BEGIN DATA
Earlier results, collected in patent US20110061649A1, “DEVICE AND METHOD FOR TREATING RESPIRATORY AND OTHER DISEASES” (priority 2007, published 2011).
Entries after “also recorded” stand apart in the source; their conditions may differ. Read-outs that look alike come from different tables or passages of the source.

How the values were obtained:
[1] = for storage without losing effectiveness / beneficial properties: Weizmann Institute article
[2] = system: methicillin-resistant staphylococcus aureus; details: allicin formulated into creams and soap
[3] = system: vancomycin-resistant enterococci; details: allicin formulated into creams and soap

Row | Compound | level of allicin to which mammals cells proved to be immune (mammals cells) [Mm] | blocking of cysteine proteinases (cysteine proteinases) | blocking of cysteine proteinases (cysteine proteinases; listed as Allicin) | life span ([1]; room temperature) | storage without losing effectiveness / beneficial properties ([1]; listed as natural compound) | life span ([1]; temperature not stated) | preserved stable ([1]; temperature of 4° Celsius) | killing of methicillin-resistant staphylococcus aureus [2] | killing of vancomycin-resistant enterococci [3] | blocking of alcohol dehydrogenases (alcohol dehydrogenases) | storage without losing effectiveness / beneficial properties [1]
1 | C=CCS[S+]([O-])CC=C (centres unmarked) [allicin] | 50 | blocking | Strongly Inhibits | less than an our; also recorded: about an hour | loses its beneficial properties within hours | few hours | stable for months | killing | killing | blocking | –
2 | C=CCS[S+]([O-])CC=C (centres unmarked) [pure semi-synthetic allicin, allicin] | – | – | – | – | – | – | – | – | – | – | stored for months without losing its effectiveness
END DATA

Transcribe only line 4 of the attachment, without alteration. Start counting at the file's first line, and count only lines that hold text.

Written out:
[1] = for storage without losing effectiveness / beneficial properties: Weizmann Institute article